VPN Gremlin: User Impersonation Attack in Multiple SSL VPNs – Part 1

Apr 09, 2024

thumbnail-blog-VPN Gremlin: User Impersonation Attack in Multiple SSL VPNs - Part 1


Vulnerability Background

SSL VPN (Secure Sockets Layer Virtual Private Network) is an essential technology for enterprises, allowing users to securely connect to internal networks over insecure networks such as the internet. This is crucial for maintaining cybersecurity as it enables employees to work from home or remotely. However, despite the security features SSL VPN provides while maintaining business flexibility, it still has potential vulnerabilities.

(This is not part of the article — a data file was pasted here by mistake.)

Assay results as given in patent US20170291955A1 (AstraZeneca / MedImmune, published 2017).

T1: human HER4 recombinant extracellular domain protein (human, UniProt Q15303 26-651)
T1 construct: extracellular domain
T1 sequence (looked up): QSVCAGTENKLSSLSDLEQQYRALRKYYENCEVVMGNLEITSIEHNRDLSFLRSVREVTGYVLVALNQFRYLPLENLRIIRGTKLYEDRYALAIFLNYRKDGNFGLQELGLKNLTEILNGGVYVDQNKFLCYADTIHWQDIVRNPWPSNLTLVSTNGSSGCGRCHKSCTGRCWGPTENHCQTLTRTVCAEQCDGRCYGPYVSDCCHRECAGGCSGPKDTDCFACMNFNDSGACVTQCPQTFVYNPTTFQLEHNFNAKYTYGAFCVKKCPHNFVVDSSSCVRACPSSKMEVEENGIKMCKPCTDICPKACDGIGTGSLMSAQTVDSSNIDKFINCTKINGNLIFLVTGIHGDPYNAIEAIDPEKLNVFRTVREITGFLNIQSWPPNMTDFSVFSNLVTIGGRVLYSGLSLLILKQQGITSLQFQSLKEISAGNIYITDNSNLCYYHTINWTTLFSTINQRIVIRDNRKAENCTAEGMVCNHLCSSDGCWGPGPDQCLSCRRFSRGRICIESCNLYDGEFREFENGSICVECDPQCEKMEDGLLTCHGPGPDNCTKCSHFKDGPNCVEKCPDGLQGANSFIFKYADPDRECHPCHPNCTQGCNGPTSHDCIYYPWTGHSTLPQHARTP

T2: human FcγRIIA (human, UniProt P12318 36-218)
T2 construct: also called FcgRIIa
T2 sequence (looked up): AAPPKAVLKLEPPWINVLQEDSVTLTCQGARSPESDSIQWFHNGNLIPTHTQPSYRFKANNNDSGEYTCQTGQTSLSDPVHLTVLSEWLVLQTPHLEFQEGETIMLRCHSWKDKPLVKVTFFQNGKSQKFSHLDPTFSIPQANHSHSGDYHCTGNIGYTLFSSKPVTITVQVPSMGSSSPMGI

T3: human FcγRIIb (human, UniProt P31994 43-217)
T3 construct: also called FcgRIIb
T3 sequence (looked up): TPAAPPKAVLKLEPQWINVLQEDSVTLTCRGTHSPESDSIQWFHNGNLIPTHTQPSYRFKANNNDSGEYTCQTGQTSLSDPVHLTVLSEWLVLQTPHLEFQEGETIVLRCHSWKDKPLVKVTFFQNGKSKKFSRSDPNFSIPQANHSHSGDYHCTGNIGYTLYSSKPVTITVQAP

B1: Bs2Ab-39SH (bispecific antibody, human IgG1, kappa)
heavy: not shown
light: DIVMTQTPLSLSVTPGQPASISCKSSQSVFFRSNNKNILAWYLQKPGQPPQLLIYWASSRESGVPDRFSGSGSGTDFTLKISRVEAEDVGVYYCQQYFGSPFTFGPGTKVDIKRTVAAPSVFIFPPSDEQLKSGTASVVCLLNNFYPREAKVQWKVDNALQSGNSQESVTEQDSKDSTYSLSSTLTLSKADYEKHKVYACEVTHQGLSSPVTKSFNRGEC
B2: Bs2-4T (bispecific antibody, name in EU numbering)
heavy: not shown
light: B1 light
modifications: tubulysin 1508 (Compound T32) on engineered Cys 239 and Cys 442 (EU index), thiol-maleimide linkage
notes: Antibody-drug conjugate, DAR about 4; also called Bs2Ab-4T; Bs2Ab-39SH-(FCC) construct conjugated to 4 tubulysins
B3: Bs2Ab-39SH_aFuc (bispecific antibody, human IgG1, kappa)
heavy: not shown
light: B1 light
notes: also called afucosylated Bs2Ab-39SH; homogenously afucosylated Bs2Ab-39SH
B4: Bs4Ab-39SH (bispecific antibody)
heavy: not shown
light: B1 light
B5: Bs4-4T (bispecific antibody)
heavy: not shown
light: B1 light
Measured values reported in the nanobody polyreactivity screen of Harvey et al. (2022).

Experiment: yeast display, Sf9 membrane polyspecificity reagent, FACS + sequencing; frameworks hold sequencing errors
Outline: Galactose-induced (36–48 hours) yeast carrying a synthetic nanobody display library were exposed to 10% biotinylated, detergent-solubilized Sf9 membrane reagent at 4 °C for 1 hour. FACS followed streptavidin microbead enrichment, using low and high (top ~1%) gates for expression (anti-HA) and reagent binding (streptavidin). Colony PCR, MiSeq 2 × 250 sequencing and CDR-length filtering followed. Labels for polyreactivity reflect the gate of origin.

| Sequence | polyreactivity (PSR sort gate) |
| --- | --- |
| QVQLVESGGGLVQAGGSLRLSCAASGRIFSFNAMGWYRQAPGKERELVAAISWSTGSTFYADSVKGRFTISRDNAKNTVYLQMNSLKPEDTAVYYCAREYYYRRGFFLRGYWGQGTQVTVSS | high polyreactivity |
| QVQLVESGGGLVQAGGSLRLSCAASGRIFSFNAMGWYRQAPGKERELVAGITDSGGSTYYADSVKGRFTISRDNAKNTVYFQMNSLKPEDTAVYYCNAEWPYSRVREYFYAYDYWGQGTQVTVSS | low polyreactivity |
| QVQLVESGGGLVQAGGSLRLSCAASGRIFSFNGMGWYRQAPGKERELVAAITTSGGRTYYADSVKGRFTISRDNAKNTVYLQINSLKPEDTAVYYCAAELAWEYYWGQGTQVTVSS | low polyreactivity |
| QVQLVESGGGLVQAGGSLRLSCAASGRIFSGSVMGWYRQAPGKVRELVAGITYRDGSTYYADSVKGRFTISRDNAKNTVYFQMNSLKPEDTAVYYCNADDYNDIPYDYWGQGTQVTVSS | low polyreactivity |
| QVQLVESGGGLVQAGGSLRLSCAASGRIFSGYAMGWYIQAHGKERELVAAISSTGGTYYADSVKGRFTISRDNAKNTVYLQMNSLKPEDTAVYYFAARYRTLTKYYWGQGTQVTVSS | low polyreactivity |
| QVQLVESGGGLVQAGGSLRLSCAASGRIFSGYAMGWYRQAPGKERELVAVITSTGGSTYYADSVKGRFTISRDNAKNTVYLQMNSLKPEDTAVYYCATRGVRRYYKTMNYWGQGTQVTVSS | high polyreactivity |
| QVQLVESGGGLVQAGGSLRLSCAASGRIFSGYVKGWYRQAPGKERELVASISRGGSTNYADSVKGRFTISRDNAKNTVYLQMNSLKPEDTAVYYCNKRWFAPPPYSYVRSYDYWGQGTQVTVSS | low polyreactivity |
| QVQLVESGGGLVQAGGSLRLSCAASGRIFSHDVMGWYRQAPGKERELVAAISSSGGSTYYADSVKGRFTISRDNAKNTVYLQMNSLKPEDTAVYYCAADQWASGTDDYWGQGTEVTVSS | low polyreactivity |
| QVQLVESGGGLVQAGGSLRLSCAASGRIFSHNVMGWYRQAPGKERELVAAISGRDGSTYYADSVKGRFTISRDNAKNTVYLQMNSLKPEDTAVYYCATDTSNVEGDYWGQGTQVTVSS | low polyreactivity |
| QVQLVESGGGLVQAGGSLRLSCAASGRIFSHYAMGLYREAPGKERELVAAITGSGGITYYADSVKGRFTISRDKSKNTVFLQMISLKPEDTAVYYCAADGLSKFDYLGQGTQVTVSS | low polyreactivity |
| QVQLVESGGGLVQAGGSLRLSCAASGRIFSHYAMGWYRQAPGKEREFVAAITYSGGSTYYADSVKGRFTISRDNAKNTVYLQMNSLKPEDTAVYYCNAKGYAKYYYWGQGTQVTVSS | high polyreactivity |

A researcher at TXOne Networks, Ta-Lun Yen, has identified a vulnerability in SSL VPNs known as “VPN Gremlin”. The name stems from a whimsical term used by engineers when attributing inexplicable technical failures to “gremlins”, bringing mischievous little sprites to mind. However, in this context, they refer to elusive vulnerabilities hidden within technical details that could have serious consequences. The core of a “VPN Gremlin” attack involves impersonating a user by exploiting the trust placed in the SSL VPN protocol encapsulation. An active SSL VPN connection is a prerequisite for this attack. Using this connection, the attacker can interfere with the network protocol’s authentication mechanisms. In fact, this attack exploits a flaw within the SSL VPN connection, allowing the attacker to manipulate the header information of the encapsulation protocol before sending packets. This technique is used to bypass firewall rules (i.e., ACL policies), allowing the attacker to send data streams impersonating another user, although they cannot receive any responses.